In case you didn’t know, there are various heat levels when it comes to romance. There’s sweet, clean romance that doesn’t have sex or swearing (mine has a bit of swearing but that’s a blog post for another day!) and the heat levels increase all the way up to very naughty, erotic romance.

Each level is brilliant in its own way and every authors has reasons for choosing to write they level they do. I really admire writers who can write the naughty bits (I can’t! I blush at the idea!). It’s a real skill to write it well and not one I have! But I thought I’d tell you a little bit about why I choose to write sweet, slow-burn romance.

What happens in a slow-burn romance?

Jane Austen is my favourite example of slow-burn romance. She’s an absolute legend for a reason. Think about Pride and Prejudice or Sense and Sensibility for a second. The declaration of love and perhaps a chaste kiss always happens right at the end. Now I know Jane Austen wrote in the early 1800s when you weren’t likely to get much more action, but for me there’s something really magical about that pure romance. The build-up is everything!

That doesn’t mean I don’t throw in an early kiss or too before the very end. It really depends on the story I’m writing. But the big declaration of love tends to happen near the end because it’s all about the…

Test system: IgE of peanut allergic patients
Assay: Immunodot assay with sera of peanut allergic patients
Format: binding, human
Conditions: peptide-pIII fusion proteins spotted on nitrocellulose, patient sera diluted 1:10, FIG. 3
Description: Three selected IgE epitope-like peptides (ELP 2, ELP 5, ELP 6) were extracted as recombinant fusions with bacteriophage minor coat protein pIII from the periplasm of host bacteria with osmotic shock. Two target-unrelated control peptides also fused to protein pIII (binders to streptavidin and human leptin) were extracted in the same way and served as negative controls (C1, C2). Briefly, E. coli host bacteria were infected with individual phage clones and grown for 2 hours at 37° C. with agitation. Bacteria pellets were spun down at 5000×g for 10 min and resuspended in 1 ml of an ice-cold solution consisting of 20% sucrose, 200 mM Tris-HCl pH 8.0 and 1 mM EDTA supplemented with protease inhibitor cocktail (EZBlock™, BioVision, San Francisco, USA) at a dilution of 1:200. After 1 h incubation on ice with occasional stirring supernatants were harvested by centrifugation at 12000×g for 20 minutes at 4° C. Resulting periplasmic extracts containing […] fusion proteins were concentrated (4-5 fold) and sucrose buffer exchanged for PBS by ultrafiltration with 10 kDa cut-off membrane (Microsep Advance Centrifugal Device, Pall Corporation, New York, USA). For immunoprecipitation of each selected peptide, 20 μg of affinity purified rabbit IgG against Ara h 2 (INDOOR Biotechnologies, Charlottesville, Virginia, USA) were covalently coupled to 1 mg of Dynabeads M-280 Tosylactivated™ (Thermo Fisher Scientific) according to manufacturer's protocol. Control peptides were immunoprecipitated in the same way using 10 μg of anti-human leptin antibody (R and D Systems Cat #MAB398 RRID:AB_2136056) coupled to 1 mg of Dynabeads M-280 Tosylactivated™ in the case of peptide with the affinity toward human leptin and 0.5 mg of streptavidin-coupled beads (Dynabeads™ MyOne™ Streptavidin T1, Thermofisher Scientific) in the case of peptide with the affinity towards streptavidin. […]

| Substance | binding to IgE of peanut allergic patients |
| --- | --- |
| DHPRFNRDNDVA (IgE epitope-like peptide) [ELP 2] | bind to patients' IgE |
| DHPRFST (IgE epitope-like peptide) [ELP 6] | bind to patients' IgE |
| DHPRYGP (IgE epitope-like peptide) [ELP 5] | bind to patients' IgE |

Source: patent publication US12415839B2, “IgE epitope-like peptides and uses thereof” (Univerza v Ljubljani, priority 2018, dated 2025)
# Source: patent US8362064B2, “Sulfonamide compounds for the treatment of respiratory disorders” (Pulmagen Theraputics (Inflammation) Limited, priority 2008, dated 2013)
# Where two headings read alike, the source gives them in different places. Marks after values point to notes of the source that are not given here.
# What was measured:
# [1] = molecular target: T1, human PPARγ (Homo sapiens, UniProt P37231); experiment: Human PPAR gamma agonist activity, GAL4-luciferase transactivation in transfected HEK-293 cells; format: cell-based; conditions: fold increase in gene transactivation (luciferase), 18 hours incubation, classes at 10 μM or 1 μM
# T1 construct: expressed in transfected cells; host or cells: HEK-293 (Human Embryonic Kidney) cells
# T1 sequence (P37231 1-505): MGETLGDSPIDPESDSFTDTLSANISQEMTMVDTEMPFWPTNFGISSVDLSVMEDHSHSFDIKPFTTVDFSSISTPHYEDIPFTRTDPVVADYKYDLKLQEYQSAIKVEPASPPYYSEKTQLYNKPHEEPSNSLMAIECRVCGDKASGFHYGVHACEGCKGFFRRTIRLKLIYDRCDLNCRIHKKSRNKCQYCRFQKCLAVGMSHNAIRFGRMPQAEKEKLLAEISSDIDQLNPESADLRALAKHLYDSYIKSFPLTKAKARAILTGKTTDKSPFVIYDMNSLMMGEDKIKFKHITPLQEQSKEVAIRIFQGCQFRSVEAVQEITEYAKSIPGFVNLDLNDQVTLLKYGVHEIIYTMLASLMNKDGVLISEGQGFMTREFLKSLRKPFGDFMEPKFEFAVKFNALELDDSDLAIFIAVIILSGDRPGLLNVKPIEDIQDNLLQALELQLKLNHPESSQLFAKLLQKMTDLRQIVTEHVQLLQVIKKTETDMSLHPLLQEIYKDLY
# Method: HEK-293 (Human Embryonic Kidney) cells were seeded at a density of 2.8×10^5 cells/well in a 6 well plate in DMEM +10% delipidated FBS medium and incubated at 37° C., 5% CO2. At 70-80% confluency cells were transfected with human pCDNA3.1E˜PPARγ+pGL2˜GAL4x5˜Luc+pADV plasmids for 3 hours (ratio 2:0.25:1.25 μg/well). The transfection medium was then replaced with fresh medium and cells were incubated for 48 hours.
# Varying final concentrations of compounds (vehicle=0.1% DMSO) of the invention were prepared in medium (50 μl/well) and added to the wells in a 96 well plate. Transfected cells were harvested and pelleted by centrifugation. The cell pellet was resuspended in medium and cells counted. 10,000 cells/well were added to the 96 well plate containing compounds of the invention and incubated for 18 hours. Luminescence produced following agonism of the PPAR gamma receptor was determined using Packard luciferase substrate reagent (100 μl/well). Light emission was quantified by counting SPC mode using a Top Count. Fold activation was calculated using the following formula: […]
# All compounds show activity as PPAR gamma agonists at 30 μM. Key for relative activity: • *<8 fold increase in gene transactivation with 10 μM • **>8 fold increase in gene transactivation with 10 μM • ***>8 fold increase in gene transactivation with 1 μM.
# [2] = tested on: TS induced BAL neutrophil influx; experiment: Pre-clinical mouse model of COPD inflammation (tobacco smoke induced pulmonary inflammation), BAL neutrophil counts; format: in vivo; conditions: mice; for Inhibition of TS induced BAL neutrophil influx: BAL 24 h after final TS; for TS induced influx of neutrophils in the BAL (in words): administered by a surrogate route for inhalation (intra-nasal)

Will they, won’t they?

The other reason I love slow-burn romance is because you get all the sexual tension and explosive chemistry, just without the sex. I am absolutely rubbish at writing anything naughty and get embarrassed even thinking about writing stuff that would make my mum blush! Sorry, I just can’t do it! If you love more heat in your romance, I know so many writers who would suit you better! Rachel Stewart who writes for Mills and Boon is one of them!

But I do sometimes hint at a bit of between-the-sheets action. It just tends to happen off page. Luckily, by now, my readers know what to expect. They’ll get a fabulous will they, won’t they with the perfect happy ending!

For me the journey is what makes the romance exciting and Jane Austen isn’t exactly terrible inspiration, is she?

What are you favourite heat levels and why? Keep it clean in the comments, though folks!

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